Bathrooms by David Cooper Home Renovations

Bathrooms can be the most labour intensive when it comes to updating them.   There is so much ‘behind the scene’ work that needs to take place.  This includes getting the pipework in place and any replastering to make good the walls for tiling.  On average, the work can take two to three weeks to complete.  

Step by step guide

The first thing you need is a plan.   This is your opportunity to give your room a total makeover.  So forget the existing template and think about how the space can work to suit your lifestyle.  Do you want a bath and shower?  Is there room for both separately?   Storage is also important.   It is much nicer to be able to hide your toiletries so David will help you to maximise your storage possibilities.

When it comes to deciding upon lighting for your newly designed space, there are now so many enhanced options.   Lit mirrors and wall cupboards are very practical and look great.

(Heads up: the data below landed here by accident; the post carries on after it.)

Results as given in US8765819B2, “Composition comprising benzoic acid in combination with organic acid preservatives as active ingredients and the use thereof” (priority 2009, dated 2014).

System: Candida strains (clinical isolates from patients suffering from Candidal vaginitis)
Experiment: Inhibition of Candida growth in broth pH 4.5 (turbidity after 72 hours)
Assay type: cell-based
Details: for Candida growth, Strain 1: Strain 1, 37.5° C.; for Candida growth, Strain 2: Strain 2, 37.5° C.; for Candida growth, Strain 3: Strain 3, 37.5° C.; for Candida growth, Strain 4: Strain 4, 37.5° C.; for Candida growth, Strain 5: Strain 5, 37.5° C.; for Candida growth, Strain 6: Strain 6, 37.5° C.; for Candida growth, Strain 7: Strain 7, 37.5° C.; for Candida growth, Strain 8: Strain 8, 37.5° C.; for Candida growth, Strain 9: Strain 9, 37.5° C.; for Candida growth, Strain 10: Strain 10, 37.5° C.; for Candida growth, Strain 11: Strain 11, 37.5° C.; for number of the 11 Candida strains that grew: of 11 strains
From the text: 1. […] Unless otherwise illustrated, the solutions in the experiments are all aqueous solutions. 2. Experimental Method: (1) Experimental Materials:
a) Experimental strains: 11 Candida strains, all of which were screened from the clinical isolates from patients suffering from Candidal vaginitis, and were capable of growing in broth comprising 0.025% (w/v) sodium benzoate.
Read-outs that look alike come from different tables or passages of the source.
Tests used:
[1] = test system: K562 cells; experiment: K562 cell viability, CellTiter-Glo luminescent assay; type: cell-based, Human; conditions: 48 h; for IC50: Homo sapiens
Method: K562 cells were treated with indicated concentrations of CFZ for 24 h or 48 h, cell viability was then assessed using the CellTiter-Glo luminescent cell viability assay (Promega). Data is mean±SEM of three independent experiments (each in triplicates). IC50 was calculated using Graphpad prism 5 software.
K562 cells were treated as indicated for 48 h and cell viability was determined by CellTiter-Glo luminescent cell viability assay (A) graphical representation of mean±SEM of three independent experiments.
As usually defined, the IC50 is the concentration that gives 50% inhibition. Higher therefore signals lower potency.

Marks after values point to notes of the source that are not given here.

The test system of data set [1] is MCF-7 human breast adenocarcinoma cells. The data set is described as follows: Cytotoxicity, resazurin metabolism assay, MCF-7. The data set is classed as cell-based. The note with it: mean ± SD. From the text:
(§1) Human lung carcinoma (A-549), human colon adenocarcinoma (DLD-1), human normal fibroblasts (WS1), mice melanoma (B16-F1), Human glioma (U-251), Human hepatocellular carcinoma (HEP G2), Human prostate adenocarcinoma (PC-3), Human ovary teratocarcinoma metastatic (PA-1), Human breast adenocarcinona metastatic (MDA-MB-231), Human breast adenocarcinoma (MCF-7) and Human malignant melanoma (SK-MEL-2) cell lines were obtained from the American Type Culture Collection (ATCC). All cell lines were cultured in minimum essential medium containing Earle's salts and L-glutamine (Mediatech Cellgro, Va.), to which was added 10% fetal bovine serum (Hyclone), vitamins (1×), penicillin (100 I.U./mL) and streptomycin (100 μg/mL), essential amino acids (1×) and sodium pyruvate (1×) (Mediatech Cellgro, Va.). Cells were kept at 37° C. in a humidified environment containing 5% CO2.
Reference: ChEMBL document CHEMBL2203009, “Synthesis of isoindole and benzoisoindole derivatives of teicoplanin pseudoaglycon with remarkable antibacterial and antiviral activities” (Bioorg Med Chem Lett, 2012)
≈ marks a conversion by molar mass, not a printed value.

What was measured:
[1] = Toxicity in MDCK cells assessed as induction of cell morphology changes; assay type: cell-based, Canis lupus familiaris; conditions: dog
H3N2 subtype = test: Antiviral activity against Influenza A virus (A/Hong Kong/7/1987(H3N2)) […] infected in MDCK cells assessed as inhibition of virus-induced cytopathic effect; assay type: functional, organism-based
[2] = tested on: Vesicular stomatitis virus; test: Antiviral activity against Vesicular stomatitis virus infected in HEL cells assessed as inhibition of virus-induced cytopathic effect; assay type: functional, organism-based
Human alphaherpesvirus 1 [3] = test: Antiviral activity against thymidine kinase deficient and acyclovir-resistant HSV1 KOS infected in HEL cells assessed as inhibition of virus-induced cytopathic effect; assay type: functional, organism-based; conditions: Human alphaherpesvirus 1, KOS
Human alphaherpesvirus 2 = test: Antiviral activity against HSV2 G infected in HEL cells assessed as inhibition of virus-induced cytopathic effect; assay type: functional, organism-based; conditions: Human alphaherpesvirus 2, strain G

The materials you use are also very important.  It is often false economy to buy cheaply as they will not last as long or work as effectively.  This is so true, especially with things like toilets and taps.  Furthermore, you don’t want a leak under the shower because you have used poor quality adhesive or sealant.

Something that is worth considering is the timing of the project, especially if this is the only toilet in the house.  David will talk this through with you and ensure that you are fully prepared for the process.

Eighteenth century cottage lathe and plaster

Converted a bedroom in an 18th century cottage into a bathroom, and separate ensuite (not shown).

This involved ripping the original bedroom out right back to the joists, moving the door hence the large gap in the second image, and then installing a portion wall. 

walk in shower

We restored the original elm floor and put pine butt and bead panelling around the whole of the room. The bath and sink are from the Burlington range.  A cast iron bath and walk in shower completed the room. 

Burlington toilet in eighteenth century cottage
Cast iron bath